''You can't go to an Indian woman and say, 'Why are you wearing a sari?' '' fumed Hend al-Khuthaila, a university professor who was the first female university dean in Saudi Arabia. ''You can't go up to a Western woman and say, 'Why are you wearing a short dress?' Well, this is our abaya. This is part of my culture. It's part of my tradition. It never bothered me.''
Maha Muneef, a female pediatrician, emphasized that Saudi Arabia is progressing, albeit more slowly than many women would like. ''My mother didn't go to any school at all, because then there were no girls' schools at all,'' she said. ''My older sister, who is 20 years older than me, she went up to the sixth grade and then quit, because the feeling was that a girl only needs to learn to read and write. Then I went to college and medical school on scholarship to the States. My daughter, maybe she'll be president, or an astronaut.''
Another doctor, Hanan Balkhy, seemed ambivalent. ''I don't think women here have equal opportunities,'' she acknowledged. ''There are meetings I can't go to. There are buildings I can't go into. But you have to look at the context of development. Discrimination will take time to overcome.''
Dr. Balkhy emphasized that Saudi women want to solve their problems themselves. These days in particular, she said, even liberal Saudis feel on the defensive and are reluctant to discuss their concerns for fear that foreigners will seize upon the problems to discredit their country.
All this created an awkward series of interviews. I kept asking women how they felt about being repressed, and they kept answering indignantly that they aren't repressed.
So what should we make of this? Is it paternalistic of us in the West to try to liberate women who insist that they're happy as they are?
No, I think we're on firm ground.
If most Saudi women want to wear a tent, if they don't want to drive, then that's fine. But why not give them the choice? Why ban women drivers and why empower the religious police, the mutawwa, to scold those loose hussies who choose to show a patch of hair?
If Saudi Arabians choose to kill their economic development and sacrifice international respect by clinging to the 15th century, if the women prefer to remain second-class citizens, then I suppose that's their choice. But if anyone chooses to behave so foolishly, is it any surprise that outsiders point and jeer?Continue reading the main story
Women Driving in Saudi Arabia Essay
678 WordsOct 15th, 20123 Pages
Saudi Arabia is the only county in the world where women are not allowed to drive. In this year 2011, two ladies have been taken to jail for breaking the law and driving in public. The issue of permitting women to drive has become at most controversial and argued issue in Saudi Arabia. People from all over the world start to judge Saudis as backward people, attach the country and criticize the law of Saudi Arabia. Here I would like to get a closer look at the situation and examine the topic in depth in order to have a better understanding.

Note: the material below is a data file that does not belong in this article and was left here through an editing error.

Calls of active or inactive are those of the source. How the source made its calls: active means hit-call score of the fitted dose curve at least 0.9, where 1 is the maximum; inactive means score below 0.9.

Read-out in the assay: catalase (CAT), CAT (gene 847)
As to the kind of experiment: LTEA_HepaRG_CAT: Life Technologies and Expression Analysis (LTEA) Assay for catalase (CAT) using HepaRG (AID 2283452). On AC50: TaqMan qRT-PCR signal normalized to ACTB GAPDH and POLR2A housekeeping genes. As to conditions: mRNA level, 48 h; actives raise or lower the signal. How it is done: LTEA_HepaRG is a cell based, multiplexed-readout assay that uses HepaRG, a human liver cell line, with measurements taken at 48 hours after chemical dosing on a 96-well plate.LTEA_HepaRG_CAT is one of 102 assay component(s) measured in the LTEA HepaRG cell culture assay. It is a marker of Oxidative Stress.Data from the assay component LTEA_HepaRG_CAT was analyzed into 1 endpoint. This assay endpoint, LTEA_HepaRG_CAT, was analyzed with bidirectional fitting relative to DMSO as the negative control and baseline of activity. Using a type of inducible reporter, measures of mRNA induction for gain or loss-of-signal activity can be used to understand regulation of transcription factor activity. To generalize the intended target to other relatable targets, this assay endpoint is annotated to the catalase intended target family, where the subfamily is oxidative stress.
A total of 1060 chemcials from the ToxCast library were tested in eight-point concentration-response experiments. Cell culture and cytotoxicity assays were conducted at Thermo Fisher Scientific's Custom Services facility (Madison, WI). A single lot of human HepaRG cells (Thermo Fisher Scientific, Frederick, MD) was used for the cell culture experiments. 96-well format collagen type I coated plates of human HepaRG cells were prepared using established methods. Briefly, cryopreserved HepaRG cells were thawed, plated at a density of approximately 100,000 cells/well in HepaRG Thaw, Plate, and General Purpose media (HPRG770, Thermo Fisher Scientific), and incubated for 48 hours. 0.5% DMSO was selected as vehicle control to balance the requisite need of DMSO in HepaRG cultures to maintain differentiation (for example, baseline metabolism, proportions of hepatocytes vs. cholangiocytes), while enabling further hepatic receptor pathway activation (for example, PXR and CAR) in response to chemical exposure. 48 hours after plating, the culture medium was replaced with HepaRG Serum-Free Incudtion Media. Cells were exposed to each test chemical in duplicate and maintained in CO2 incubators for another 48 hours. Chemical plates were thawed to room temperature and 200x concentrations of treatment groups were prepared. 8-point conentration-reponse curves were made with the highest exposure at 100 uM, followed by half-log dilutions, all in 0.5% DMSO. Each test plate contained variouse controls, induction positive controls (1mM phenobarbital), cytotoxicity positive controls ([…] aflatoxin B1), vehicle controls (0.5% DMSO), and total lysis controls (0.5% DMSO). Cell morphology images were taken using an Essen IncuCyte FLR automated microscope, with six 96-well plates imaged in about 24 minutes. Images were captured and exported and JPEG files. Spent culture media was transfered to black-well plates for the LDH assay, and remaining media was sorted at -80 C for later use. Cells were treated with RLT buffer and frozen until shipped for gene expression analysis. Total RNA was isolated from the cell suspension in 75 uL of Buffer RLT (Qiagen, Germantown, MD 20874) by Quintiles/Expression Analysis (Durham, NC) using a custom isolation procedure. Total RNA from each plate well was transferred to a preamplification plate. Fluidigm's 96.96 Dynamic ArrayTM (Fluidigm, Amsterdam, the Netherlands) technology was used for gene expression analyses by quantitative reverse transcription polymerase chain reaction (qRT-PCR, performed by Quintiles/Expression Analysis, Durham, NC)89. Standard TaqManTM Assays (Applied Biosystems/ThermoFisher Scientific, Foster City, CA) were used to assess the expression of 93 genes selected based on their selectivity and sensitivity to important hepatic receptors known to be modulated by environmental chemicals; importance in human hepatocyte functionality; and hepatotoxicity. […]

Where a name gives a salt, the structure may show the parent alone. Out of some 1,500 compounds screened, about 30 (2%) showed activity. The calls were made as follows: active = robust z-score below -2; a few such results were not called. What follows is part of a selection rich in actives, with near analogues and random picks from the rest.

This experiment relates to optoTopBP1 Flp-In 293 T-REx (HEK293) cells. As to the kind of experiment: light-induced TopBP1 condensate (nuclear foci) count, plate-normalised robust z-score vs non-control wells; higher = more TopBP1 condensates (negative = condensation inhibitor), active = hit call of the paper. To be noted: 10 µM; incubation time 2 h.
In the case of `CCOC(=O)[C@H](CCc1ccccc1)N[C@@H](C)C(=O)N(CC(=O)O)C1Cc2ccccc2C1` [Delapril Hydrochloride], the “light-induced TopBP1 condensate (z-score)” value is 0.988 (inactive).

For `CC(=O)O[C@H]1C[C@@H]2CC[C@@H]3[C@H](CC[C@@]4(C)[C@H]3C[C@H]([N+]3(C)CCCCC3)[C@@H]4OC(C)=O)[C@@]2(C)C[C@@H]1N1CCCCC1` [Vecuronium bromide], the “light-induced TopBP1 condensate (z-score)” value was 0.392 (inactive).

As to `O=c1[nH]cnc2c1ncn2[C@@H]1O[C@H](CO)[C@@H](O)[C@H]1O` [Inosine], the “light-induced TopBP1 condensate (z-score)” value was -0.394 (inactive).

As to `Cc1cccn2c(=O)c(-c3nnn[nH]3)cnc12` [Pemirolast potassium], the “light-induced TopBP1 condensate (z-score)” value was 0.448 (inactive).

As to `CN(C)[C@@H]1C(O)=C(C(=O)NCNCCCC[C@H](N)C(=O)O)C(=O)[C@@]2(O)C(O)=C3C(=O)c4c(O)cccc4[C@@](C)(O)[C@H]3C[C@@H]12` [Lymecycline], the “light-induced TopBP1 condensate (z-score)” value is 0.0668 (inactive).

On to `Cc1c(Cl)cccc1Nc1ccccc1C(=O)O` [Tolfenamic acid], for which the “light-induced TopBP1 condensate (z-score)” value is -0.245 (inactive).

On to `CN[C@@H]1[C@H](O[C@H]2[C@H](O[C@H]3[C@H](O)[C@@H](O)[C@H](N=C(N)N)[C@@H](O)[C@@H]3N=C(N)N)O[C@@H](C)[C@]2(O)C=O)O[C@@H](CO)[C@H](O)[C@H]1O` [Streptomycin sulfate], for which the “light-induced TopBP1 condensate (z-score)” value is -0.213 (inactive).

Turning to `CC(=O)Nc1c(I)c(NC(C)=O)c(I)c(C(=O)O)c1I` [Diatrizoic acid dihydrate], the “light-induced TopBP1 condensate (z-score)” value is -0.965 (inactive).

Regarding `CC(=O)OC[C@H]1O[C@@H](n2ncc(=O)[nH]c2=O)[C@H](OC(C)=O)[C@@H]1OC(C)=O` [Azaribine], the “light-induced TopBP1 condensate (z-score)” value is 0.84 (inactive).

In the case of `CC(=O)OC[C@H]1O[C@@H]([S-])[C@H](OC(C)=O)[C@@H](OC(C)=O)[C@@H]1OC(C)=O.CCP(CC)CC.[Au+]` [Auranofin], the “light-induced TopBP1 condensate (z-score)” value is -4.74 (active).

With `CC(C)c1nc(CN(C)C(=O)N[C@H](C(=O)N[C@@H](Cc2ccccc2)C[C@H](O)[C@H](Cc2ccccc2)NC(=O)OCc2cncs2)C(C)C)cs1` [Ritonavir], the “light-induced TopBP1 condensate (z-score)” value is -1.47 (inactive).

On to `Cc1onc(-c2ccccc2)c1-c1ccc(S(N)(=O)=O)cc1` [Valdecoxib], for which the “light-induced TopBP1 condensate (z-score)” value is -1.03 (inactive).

Why women are not allowed to drive in Saudi Arabia?
Here we have two opinions; the argument is mainly between the religious or conservative people and liberals in the other hand. Some of Islamic…show more content…
So their main point is to preserve and protect women and their reputations.
In the other side, the opponents say that since it’s their right to drive then let’s leave the choice for them to decide for themselves. They are adult and they are fully aware of the situation Saudi Arabia. More over they believe that in the Islamic law there are strict punishments especially for the rapist, where the rape crime is considered as a capital crime. The penalty is to be sentenced to death. In other words “you can’t close one’s store because there are lots of thieves”. They also say that “if your main concern is reputation” then what about the other problems that women face. For a girl to go from one place to another, she has to take a taxi to end up being with a stranger. In addition, who is going to satisfy their need of transportation? Not all of the families have good allowance to afford a private driver or to pay the taxi’s fees.
In a conclusion a want highlight that the issue is more complicated than it seems. Personally I am looking for the moment where the women are allowed to drive. The king of Saudi Arabia has promised to raise the ban but we need to be patient. Still the majority of Saudis are still against women drive. People need to be more open and the government has to work had to enlarge streets and develop the traffic system. They have also to create special sections that deal with the female’s traffic